Guests of the #NOWSEETHIS party at the Carnegie Museum of Art this Saturday had an opportunity to check out local fifth graders’ art projects before breaking it down on a sweaty, chaotic dance floor.
The Carnegie Museum of Art, in partnership with VIA — a Pittsburgh group dedicated to showcasing local and international artists — presented a wild blend of art and music from 7 to 11 p.m. at the museum.
The Hillman Photography Initiative, a project dedicated to innovation in photography, provided interactive exhibits that prefaced performances headlined by American singer-songwriter Kelela, as well as DJ Juliana Huxtable from New York Cityand Danish synth-pop musician, Dinner.
Men in heels, middle-aged folk in business casual attire and younger people sporting leather, platform shoes and mesh shirts joined in the rare coupling of musicians in risqué fashion and elementary school artwork. The event kept its finger on the moment, yet pushed artistic boundaries.
In a technicolor cocktail of music, new media art and technology, the party gave a new definition to the phrase mixed media and reimagined modern art for a digital stage.
Along with the professional artists’ exhibits, attendees could also examine paintings and sculptures created by 10-year-olds. One such piece included a pair of contorted legs wearing paint-splattered denim and Nikes, contrasting against the dark, stark and sometimes pornographic works of digital artists like Kevin Ramser. The Video and Media Design Program from Carnegie Mellon’s School of Drama also joined the party, with interactive and experimental video displays.
The eclectic mix of attendees and art alone made this night edgier than other Pittsburgh cultural events that focus on traditional, conventional definitions of art — but what really exaggerated the party was the musical accompaniment.
Sporting blue lipstick that matched her blue Beats by Dre headphones, Huxtable played an hour-long eclectic mix of songs ranging from “2 On” by Tinashe to “Lionsong” by Bjork. Her setlist sampled everything from reggaeton to Madonna. She upped the energy and reimagined the feelings each song could evoke. She transformed “Frozen” by Madonna, for instance, from a melancholy, ethereal track into a thumping dance anthem.
Never making eye contact with the crowd,Huxtable kept her persona docile and mysterious, dipping into coquettish. The ferocity of her setlist, however, transformed the inquisitive museum patrons into frantic, moving bodies on the dance floor. With braids brushing her knees and her beige, full-length sheer dress, Huxtable’s performance was one of the most rewarding parts of the CMOA event.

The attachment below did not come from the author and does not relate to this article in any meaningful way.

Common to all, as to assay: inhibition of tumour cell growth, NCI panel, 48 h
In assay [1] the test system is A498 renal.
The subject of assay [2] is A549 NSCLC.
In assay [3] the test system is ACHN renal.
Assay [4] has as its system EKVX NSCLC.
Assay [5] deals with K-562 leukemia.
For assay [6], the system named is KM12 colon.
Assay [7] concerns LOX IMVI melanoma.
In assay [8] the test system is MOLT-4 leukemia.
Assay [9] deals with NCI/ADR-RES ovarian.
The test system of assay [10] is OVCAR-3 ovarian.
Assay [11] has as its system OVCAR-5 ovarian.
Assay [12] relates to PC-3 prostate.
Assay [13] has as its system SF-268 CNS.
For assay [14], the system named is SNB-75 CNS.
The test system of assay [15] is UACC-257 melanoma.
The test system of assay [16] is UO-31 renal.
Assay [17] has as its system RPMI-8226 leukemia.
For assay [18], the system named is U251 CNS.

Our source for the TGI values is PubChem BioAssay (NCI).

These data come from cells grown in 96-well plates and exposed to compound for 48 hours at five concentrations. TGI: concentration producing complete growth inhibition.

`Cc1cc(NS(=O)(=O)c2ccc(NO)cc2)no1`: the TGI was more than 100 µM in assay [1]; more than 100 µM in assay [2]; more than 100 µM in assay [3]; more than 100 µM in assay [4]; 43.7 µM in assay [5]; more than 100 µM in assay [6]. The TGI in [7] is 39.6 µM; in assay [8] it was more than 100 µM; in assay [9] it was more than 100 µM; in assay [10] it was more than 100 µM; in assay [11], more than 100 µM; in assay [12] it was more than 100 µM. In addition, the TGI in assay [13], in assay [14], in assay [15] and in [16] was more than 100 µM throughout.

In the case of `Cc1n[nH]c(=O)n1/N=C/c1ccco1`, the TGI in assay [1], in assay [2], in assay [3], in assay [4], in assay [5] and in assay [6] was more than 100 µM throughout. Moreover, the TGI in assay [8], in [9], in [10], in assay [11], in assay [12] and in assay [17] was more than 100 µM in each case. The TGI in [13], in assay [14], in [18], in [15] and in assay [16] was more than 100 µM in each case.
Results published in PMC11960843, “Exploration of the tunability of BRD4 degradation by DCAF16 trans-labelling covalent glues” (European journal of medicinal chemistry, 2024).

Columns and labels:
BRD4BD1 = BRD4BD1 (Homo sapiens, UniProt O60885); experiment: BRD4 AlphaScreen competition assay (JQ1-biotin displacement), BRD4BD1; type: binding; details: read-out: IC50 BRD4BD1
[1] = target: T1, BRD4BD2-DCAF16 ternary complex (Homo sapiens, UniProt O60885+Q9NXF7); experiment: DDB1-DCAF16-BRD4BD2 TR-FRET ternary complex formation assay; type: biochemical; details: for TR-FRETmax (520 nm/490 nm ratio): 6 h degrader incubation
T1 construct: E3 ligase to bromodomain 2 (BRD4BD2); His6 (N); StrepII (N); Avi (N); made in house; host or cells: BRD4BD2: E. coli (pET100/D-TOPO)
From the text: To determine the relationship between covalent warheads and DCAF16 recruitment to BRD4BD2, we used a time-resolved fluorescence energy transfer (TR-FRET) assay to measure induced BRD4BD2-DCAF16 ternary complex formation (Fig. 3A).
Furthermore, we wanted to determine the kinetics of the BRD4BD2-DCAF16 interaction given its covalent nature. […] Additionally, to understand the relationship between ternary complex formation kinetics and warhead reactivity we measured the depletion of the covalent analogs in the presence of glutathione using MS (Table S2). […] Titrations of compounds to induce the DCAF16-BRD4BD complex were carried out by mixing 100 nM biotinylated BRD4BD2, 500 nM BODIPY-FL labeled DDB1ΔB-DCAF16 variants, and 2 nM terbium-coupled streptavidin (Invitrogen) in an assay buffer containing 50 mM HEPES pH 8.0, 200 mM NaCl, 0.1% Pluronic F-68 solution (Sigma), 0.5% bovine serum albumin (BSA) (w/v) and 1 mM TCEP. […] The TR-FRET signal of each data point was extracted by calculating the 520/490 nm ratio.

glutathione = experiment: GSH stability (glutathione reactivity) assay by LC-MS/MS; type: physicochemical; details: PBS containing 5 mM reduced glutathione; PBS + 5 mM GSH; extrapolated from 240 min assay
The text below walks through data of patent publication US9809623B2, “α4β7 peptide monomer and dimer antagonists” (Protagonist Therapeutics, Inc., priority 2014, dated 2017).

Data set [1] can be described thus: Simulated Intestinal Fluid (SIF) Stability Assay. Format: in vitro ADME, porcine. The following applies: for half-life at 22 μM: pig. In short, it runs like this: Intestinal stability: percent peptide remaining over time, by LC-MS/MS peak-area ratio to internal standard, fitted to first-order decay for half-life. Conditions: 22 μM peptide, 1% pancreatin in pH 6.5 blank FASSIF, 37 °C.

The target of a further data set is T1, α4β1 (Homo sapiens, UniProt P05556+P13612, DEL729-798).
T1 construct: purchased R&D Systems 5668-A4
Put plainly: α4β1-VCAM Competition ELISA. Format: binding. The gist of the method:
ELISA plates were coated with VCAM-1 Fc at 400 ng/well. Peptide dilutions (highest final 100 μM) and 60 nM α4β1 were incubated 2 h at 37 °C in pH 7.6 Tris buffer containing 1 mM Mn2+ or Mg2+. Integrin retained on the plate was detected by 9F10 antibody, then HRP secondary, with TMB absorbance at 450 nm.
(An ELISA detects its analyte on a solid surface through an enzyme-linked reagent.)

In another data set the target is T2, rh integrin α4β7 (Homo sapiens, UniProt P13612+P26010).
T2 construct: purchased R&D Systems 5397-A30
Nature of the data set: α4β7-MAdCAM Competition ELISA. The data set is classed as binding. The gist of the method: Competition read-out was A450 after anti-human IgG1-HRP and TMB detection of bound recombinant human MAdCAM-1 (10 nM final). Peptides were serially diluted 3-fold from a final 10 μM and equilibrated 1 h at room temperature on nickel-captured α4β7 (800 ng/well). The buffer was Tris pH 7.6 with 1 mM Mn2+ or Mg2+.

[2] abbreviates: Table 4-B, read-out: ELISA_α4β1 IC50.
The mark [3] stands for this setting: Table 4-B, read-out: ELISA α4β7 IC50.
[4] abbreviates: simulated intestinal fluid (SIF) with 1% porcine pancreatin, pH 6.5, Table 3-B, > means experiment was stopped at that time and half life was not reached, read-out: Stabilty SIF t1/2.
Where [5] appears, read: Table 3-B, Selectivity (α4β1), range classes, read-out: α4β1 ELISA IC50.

Prior to Huxtable’s set, photographers Rollin and Tad Leonard encouraged audience participation for their art demonstration. They invited partners to sit facing each other to be photographed, and then the artists digitally manipulated the participants’ faces on a computer.
They merged the two faces, smashing them together and displaying them on a large screen. The magic of the exhibit came from the diversity of the subjects: gay, straight, black, white, young and old were all welcome to sit together on the stools and share an imagined, digital kiss.
Dinner performed his set after Huxtable close to 10 p.m.In a simple black button-down, he commanded the audience with his bellowing voice, at one point getting the entire crowd to sit on the floor while he serenaded them. The music was somewhat reminiscent of the ‘80s new wave genre, almost a contemporary parody of bands like Flock of Seagulls and New Order. Heavy male vocals accompanied generally upbeat, synthesized pop beats to achieve a decidedly nostalgic sound.
Close to 11 p.m., the event’s headliner, the alternative R&B performer, Kelela, took to the stage and opened with her song “Bank Head.” In an oversized, plunging black blazer, subtle gold jewelry and black lipstick, Kelela all but mesmerized the audience. Her voice, similar to Janet Jackson a la “That’s the Way Love Goes,” echoed in soulful, futuristic R&B ballads. Her DJ joined her on the stage, sporting slicked-back blonde hair and a black t-shirt. He bore semblance to a young, hipster Alan Cummings.
Ewenlina Aleksandrowicz and Andrzeji Wojitas of the 3D print art duo Pussykrew accented Kelela’s performance with their futuristic, surreal digital artwork. As Kelela performed tracks from her EP, “Cut 4 Me,” Pussykrew’s artwork — gold faces covered in black magma that turned before a stormy gray sky — played on two large screens behind the singer.
The #NOWSEETHIS party was a vibrant, loud whirlwind of upbeat music coupled with thought-provoking artwork entertaining a crowd ages 20 to 50. Psychedelic lights and chest-crunching bass culminated in a wild dance party, the effects commanding the attendees’ attention.